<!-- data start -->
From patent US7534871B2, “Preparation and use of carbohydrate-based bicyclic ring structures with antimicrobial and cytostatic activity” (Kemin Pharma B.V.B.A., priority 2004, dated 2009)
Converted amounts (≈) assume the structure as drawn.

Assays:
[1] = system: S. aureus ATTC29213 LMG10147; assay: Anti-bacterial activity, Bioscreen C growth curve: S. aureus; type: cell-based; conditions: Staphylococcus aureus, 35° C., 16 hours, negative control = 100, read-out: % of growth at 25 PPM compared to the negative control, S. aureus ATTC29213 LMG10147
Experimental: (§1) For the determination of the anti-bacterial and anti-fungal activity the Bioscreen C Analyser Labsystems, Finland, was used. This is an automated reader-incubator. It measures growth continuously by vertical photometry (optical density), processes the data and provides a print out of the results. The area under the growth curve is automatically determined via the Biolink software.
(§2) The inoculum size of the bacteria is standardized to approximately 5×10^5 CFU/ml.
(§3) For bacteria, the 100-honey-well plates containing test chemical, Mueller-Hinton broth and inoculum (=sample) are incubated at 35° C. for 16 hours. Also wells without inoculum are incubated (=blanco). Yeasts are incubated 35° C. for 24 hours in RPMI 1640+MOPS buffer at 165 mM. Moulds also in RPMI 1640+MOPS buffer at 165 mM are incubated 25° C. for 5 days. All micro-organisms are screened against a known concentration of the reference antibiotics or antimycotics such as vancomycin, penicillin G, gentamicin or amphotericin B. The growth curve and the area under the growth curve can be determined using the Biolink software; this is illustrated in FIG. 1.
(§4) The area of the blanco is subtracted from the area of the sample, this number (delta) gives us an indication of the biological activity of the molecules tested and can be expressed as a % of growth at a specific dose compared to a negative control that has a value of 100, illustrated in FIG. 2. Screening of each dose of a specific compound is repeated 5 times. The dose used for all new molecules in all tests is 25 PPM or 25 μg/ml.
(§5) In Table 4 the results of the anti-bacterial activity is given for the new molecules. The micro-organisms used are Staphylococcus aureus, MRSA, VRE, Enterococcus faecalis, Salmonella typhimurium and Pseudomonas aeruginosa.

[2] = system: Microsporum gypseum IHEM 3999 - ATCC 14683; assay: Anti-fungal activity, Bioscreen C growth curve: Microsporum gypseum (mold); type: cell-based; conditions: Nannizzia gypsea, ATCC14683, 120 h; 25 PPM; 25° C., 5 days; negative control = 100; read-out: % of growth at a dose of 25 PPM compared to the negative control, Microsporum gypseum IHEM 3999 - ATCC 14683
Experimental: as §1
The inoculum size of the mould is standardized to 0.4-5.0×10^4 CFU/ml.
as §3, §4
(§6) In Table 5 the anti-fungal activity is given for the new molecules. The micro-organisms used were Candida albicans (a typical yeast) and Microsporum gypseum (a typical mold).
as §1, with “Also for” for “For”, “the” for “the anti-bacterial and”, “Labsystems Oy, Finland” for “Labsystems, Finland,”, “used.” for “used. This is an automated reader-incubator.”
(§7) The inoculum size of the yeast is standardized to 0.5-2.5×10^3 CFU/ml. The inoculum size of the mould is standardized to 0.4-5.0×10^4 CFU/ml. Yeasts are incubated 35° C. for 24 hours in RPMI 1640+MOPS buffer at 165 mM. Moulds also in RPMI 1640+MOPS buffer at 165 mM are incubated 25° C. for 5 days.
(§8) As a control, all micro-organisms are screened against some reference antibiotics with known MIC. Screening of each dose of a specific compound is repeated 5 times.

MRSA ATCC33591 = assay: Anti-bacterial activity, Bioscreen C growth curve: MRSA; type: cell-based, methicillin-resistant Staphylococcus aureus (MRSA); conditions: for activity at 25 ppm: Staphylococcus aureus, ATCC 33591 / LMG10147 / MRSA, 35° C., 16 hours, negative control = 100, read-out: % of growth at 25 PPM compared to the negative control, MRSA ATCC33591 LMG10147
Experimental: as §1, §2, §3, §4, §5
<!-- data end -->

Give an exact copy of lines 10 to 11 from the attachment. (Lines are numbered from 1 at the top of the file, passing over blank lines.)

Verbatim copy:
[2] = system: Microsporum gypseum IHEM 3999 - ATCC 14683; assay: Anti-fungal activity, Bioscreen C growth curve: Microsporum gypseum (mold); type: cell-based; conditions: Nannizzia gypsea, ATCC14683, 120 h; 25 PPM; 25° C., 5 days; negative control = 100; read-out: % of growth at a dose of 25 PPM compared to the negative control, Microsporum gypseum IHEM 3999 - ATCC 14683
Experimental: as §1